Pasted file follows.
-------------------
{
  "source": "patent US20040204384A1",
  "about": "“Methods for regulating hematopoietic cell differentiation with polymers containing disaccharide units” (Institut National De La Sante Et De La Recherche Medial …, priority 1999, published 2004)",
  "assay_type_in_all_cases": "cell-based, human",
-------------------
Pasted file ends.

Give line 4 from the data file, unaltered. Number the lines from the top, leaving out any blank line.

  "assay_type_in_all_cases": "cell-based, human",